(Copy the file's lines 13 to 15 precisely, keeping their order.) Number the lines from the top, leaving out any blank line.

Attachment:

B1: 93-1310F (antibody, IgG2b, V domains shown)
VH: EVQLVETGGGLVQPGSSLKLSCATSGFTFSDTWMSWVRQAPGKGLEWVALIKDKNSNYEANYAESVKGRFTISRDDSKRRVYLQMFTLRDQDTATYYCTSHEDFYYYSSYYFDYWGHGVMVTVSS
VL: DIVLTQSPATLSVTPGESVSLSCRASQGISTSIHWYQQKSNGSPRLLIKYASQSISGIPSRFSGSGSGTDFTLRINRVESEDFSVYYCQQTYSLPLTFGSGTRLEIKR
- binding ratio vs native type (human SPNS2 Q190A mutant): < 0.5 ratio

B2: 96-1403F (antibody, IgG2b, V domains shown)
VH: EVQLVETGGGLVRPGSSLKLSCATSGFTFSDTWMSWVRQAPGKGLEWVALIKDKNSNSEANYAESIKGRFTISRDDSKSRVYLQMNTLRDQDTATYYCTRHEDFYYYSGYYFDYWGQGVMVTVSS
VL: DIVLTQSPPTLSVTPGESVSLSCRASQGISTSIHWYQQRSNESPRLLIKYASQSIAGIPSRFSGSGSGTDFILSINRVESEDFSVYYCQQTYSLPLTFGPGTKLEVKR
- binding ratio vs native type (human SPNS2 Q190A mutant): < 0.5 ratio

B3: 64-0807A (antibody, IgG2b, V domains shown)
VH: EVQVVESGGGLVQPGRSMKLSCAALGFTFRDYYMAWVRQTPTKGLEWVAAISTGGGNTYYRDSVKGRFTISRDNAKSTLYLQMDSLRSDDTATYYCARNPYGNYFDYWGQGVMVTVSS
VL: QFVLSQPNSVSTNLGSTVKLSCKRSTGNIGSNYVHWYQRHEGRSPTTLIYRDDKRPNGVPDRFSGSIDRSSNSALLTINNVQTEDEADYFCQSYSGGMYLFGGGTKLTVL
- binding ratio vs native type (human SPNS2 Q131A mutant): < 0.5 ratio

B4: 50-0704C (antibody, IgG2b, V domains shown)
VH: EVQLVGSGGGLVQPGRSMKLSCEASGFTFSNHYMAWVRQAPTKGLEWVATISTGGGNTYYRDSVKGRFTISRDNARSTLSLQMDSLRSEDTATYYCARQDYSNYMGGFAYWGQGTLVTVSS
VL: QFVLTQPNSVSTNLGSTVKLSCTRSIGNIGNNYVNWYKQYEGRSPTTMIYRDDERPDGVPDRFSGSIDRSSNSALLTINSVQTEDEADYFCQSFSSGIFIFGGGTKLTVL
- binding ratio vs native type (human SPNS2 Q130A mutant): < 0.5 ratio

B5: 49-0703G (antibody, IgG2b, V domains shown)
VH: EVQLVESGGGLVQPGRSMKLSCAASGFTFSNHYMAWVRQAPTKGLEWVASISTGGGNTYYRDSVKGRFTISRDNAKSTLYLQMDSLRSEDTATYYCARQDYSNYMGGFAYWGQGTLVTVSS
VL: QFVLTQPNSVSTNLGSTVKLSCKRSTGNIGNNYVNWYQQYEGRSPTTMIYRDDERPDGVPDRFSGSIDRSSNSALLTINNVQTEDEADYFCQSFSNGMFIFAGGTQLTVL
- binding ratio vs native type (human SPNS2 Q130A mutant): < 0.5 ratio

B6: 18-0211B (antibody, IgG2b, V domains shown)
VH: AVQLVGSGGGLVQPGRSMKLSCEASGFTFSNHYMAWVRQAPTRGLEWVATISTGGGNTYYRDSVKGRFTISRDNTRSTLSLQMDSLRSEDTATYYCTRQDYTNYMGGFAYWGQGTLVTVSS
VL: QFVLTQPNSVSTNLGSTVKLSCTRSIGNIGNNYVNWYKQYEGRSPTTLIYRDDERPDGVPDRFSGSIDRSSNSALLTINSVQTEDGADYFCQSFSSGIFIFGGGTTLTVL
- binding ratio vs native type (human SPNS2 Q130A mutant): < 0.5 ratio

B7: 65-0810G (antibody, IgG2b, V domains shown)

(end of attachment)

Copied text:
B4: 50-0704C (antibody, IgG2b, V domains shown)
VH: EVQLVGSGGGLVQPGRSMKLSCEASGFTFSNHYMAWVRQAPTKGLEWVATISTGGGNTYYRDSVKGRFTISRDNARSTLSLQMDSLRSEDTATYYCARQDYSNYMGGFAYWGQGTLVTVSS
VL: QFVLTQPNSVSTNLGSTVKLSCTRSIGNIGNNYVNWYKQYEGRSPTTMIYRDDERPDGVPDRFSGSIDRSSNSALLTINSVQTEDEADYFCQSFSSGIFIFGGGTKLTVL